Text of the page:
What: Waiting in the Wings: Emergence of Zika and Other Mosquito-Borne Viruses
Who: Kathryn Hanley, Ph.D., Biology Department, NMSU
When: 7:00pm, Friday, September 23, 2016
Where: New Mexico Museum of Natural History and Science (map)
Mosquito-borne viruses in the Americas have undergone a cataclysmic shift over the past decade. Rates of dengue fever have surged across North and South America including Florida, Hawaii, and regions of the U.S.- Mexico border. Chikungunya virus invaded the Americas in 2013 ushering in an epidemic of disabling joint pain. Finally Zika virus appeared in the Americas in 2015, triggering a public health emergency because of its ability to cause microcephaly in the developing fetus. This presentation will describe the ancestral cycles of dengue, chikungunya and Zika and the ecological factors that promote human transmission. Dr. Hanley will offer her thoughts on what the future may hold and whether new methods of mosquito control will be sufficient to contain whatever may be "waiting in the wings."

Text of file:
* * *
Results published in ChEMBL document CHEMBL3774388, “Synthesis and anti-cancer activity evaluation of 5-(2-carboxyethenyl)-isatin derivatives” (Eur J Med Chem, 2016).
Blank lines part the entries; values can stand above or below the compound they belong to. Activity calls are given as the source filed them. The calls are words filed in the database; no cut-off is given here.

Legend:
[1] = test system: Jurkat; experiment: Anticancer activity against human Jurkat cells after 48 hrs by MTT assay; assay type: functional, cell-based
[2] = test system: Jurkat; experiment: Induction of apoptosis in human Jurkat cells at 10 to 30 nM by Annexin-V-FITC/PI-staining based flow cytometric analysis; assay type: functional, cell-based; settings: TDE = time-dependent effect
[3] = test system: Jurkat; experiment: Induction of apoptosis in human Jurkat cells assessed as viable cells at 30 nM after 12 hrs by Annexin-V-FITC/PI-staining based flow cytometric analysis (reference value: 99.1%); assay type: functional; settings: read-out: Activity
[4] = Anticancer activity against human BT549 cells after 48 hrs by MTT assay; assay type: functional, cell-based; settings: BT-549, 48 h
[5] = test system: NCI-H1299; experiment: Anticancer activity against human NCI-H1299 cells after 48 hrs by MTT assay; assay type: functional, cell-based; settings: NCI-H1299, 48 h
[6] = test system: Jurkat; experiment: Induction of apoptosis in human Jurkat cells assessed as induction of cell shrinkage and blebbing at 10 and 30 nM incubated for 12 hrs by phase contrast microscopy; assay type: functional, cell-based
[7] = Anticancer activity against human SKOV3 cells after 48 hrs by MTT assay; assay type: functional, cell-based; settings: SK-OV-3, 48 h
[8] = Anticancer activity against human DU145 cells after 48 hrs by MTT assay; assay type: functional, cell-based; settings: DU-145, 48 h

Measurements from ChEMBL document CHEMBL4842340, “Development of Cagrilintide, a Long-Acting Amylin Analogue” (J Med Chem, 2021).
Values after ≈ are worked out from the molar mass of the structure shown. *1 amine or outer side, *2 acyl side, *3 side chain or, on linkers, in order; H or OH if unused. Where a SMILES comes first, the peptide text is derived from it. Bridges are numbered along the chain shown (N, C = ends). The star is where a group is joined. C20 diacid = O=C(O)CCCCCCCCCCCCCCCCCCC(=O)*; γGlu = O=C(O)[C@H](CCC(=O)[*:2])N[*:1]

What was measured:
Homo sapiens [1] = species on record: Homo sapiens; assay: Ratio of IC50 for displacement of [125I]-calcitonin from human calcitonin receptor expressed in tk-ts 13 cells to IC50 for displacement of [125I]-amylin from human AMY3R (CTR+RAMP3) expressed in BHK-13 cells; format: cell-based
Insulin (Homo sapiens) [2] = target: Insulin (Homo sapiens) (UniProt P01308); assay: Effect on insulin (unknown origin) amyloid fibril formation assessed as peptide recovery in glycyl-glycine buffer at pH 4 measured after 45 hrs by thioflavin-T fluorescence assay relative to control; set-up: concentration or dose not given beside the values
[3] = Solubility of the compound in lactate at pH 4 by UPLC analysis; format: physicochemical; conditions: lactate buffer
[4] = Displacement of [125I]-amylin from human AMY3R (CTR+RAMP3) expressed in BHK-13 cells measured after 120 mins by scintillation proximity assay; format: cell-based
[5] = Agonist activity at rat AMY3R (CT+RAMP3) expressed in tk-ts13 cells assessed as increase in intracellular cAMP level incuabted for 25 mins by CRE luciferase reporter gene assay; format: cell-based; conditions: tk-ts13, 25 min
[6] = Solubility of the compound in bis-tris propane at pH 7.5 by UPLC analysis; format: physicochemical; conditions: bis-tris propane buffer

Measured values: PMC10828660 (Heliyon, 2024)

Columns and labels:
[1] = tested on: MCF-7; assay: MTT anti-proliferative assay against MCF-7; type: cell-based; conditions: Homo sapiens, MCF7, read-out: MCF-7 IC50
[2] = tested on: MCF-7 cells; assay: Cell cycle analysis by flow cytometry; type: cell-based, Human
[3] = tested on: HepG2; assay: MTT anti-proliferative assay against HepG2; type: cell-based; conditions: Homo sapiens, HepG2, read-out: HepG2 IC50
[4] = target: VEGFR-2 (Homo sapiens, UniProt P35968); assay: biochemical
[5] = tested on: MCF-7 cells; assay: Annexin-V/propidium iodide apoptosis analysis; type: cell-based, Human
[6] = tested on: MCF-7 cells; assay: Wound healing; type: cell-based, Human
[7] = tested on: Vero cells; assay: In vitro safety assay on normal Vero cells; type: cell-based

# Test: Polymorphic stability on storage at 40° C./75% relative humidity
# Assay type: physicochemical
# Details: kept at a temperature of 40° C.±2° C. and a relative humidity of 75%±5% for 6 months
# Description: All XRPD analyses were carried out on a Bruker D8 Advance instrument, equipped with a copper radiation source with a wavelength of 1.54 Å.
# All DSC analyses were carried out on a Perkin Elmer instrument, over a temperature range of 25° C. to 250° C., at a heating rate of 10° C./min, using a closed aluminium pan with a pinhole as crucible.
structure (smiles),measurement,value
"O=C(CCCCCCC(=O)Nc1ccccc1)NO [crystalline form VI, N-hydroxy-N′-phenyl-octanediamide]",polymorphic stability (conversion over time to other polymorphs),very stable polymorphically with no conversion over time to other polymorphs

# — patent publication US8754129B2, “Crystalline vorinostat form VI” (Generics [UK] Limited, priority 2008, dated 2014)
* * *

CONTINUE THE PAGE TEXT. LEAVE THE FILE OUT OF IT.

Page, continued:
Dr. Kathryn A. Hanley conducts cutting-edge research on the emergence and control of mosquito-borne viruses, including Zika, dengue and chikungunya. She participated in the development of a dengue virus vaccine, currently in clinical trials, during research at the National Institutes of Health. At NMSU she investigates the ecology and molecular biology of mosquito-borne viruses in the laboratory and the field, and works on the development of new drugs to treat dengue and Zika virus. She has authored or co-authored more than 50 research papers and co-edited the book Frontiers in Dengue Virus Research. Dr. Hanley has a B.S. in biology (Amherst College) and Ph.D. in biology (University of California, San Diego). She is currently the Chair of the American Committee on Arthropod-borne Viruses.
This special lecture is sponsored by the New Mexico Academy of Science in partnership with the NM Museum of Natural History & Science.